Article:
Programming with Dialogs

   

Java™ 2 Primer Plus
By Steven Haines, Steve Potts

Table of Contents
Chapter 13.  Abstract Windows Toolkit


The final container type that we will cover is the Dialog class. A Frame object or another Dialog always contains a Dialog object. It might be modal, locking out other processes until the dialog is closed, or it might be modeless, allowing it to remain open while the user works in other windows.

A Dialog object fires window events when the state of its window changes. The show() method is used to bring the Dialog object to the front and display it.

A common use of dialogs is to confirm something. Listing 13.8 shows an example of how this works.

Listing 13.8 The TestDialog.java File
 /*   * TestDialog.java   *   * Created on July 30, 2002, 2:36 PM   */  package com.samspublishing.jpp.ch13;  import java.awt.*;  import java.awt.event.*;  /**   *   * @author  Stephen Potts   * @version   */  public class TestDialog extends Frame                implements ActionListener  {     Button btnExit;     Button btnYes;     Button btnNo;     Dialog dlgConfirm;     /** Creates new TestDialog */     public TestDialog()     {        btnExit = new Button("Exit");        btnExit.addActionListener(this);        add(btnExit);        this.setLayout(new FlowLayout());        dlgConfirm = new Dialog(this);        dlgConfirm.setResizable(false);        btnYes = new Button("Yes");        btnYes.addActionListener(this);        btnNo = new Button("No");        btnNo.addActionListener(this);        dlgConfirm.add(btnYes);        dlgConfirm.add(btnNo);        dlgConfirm.setTitle("Are you sure?");        dlgConfirm.setSize(200, 100);        dlgConfirm.setLayout(new FlowLayout());         addWindowListener(new WinCloser());        setTitle("Using a Dialog");        setBounds( 100, 100, 300, 300);        setVisible(true);     }     public void actionPerformed(ActionEvent ae)     {        if (ae.getActionCommand().equals("Exit"))          dlgConfirm.show();        if (ae.getActionCommand().equals("Yes"))           System.exit(0);        if (ae.getActionCommand().equals("No"))           dlgConfirm.setVisible(false);     }     public static void main(String[] args)     {        TestDialog td = new TestDialog();     }  }  class WinCloser extends WindowAdapter  {     public void windowClosing(WindowEvent e)     {        System.exit(0);     }  }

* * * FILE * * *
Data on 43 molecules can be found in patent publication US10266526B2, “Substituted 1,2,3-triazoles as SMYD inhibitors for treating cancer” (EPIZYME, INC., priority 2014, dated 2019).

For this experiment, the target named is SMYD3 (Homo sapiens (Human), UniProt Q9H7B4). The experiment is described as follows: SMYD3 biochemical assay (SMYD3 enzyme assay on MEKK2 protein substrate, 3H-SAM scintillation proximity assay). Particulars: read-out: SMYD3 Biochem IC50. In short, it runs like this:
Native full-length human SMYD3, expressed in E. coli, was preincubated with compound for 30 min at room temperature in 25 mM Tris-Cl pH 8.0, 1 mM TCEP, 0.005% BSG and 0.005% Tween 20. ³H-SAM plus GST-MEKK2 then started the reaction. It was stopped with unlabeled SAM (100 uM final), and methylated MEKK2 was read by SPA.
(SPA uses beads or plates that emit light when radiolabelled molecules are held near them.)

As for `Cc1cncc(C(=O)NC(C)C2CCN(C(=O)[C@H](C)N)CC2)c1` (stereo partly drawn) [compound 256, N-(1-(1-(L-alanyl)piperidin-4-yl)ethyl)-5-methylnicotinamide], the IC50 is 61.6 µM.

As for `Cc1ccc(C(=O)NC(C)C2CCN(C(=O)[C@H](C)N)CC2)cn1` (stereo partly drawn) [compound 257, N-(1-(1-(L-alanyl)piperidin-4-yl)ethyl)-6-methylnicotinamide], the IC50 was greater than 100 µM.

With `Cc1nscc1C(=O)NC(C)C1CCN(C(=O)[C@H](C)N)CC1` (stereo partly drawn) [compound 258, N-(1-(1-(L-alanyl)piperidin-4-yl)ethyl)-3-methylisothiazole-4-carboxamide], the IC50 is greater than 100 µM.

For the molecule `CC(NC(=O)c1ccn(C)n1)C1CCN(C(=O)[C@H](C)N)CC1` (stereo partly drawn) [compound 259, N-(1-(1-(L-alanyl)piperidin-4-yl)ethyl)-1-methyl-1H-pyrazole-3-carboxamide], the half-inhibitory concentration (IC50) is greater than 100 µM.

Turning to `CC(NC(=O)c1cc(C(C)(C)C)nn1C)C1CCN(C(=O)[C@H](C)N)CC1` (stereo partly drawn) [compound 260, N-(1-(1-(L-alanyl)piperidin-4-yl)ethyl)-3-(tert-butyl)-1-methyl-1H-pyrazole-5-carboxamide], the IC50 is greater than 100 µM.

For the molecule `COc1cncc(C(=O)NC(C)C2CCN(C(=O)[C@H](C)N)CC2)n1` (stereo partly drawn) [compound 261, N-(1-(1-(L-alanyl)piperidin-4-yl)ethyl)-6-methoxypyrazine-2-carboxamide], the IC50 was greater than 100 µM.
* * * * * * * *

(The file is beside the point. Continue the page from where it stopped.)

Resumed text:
This example introduces several new concepts and foreshadows several others. The TestDialog class implements the ActionListener interface. This interface handles Action events.

 public class TestDialog extends Frame                implements ActionListener 

Most of the work that is done is in the TestDialog constructor.

 public TestDialog()  { 

We create an exit button and add a listener class for it.

 btnExit = new Button("Exit");  btnExit.addActionListener(this);  add(btnExit); 

We set a different layout manager for TestDialog because the default border layout manager would expand the "Exit" button's size until it filled the whole window.

 this.setLayout(new FlowLayout()); 

We create a dialog and attach it to this class.

 dlgConfirm = new Dialog(this);  dlgConfirm.setResizable(false); 

We add buttons for yes and no to the dialog.

 btnYes = new Button("Yes");  btnYes.addActionListener(this);  btnNo = new Button("No");  btnNo.addActionListener(this);  dlgConfirm.add(btnYes);  dlgConfirm.add(btnNo); 

We set the title and size of the dialog.

       dlgConfirm.setTitle("Are you sure?");  dlgConfirm.setSize(200, 100); 

The default BorderLayout is not appropriate for the dialog because it causes buttons to overlay each other.

 dlgConfirm.setLayout(new FlowLayout()); 

The actionPerformed() method is required by the ActionListener interface. It is automatically called when any action event, such as a button click occurs.

 public void actionPerformed(ActionEvent ae)  {     if (ae.getActionCommand().equals("Exit")) 

The show() method makes the dialog appear.

   dlgConfirm.show();  if (ae.getActionCommand().equals("Yes"))     System.exit(0); 

The setVisible(false) method call causes the dialog to disappear.

    if (ae.getActionCommand().equals("No"))        dlgConfirm.setVisible(false);  } 

When we run this example, the frame appears and shows the Exit button. Clicking this will open the dialog as shown here in Figure 13.8.

Figure 13.8. Dialogs can be used to confirm user actions.

graphics/13fig08.gif

Clicking on the "Yes" button will cause the dialog and the Frame to close.


       
    Top
     



    Java 2 Primer Plus
    Java 2 Primer Plus
    ISBN: 0672324156
    EAN: 2147483647
    Year: 2001
    Pages: 332

    Similar book on Amazon

    flylib.com © 2008-2017.
    If you may any questions please contact us: flylib@qtcs.net